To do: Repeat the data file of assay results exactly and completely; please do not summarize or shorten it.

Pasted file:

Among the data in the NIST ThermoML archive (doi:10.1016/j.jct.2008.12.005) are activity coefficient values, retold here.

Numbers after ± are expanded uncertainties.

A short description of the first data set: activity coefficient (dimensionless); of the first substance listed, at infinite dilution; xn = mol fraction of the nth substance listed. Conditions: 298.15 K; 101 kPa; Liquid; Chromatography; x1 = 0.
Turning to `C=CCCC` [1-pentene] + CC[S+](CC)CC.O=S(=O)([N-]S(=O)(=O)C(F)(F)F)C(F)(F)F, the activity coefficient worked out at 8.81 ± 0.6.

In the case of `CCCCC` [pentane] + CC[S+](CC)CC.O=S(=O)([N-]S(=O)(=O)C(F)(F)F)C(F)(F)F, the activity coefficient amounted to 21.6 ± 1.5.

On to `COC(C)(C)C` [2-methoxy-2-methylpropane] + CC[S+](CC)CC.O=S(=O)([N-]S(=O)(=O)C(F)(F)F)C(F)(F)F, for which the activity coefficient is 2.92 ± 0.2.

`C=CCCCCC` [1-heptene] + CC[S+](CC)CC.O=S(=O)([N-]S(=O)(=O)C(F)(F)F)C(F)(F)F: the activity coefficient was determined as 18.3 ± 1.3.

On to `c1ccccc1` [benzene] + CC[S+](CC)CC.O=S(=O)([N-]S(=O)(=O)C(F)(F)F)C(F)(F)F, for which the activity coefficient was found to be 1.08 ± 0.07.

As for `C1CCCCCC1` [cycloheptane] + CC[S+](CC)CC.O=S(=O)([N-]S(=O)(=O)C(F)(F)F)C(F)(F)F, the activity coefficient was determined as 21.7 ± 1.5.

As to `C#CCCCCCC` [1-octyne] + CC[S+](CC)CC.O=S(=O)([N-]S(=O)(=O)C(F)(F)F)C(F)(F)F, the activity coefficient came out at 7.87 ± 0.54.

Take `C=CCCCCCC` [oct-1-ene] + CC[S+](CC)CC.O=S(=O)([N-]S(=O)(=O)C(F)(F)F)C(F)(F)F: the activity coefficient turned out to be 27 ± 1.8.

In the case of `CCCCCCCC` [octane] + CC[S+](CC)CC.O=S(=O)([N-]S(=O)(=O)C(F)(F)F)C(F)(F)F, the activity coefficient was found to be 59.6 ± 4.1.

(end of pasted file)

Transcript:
Among the data in the NIST ThermoML archive (doi:10.1016/j.jct.2008.12.005) are activity coefficient values, retold here.

Numbers after ± are expanded uncertainties.

A short description of the first data set: activity coefficient (dimensionless); of the first substance listed, at infinite dilution; xn = mol fraction of the nth substance listed. Conditions: 298.15 K; 101 kPa; Liquid; Chromatography; x1 = 0.
Turning to `C=CCCC` [1-pentene] + CC[S+](CC)CC.O=S(=O)([N-]S(=O)(=O)C(F)(F)F)C(F)(F)F, the activity coefficient worked out at 8.81 ± 0.6.

In the case of `CCCCC` [pentane] + CC[S+](CC)CC.O=S(=O)([N-]S(=O)(=O)C(F)(F)F)C(F)(F)F, the activity coefficient amounted to 21.6 ± 1.5.

On to `COC(C)(C)C` [2-methoxy-2-methylpropane] + CC[S+](CC)CC.O=S(=O)([N-]S(=O)(=O)C(F)(F)F)C(F)(F)F, for which the activity coefficient is 2.92 ± 0.2.

`C=CCCCCC` [1-heptene] + CC[S+](CC)CC.O=S(=O)([N-]S(=O)(=O)C(F)(F)F)C(F)(F)F: the activity coefficient was determined as 18.3 ± 1.3.

On to `c1ccccc1` [benzene] + CC[S+](CC)CC.O=S(=O)([N-]S(=O)(=O)C(F)(F)F)C(F)(F)F, for which the activity coefficient was found to be 1.08 ± 0.07.

As for `C1CCCCCC1` [cycloheptane] + CC[S+](CC)CC.O=S(=O)([N-]S(=O)(=O)C(F)(F)F)C(F)(F)F, the activity coefficient was determined as 21.7 ± 1.5.

As to `C#CCCCCCC` [1-octyne] + CC[S+](CC)CC.O=S(=O)([N-]S(=O)(=O)C(F)(F)F)C(F)(F)F, the activity coefficient came out at 7.87 ± 0.54.

Take `C=CCCCCCC` [oct-1-ene] + CC[S+](CC)CC.O=S(=O)([N-]S(=O)(=O)C(F)(F)F)C(F)(F)F: the activity coefficient turned out to be 27 ± 1.8.

In the case of `CCCCCCCC` [octane] + CC[S+](CC)CC.O=S(=O)([N-]S(=O)(=O)C(F)(F)F)C(F)(F)F, the activity coefficient was found to be 59.6 ± 4.1.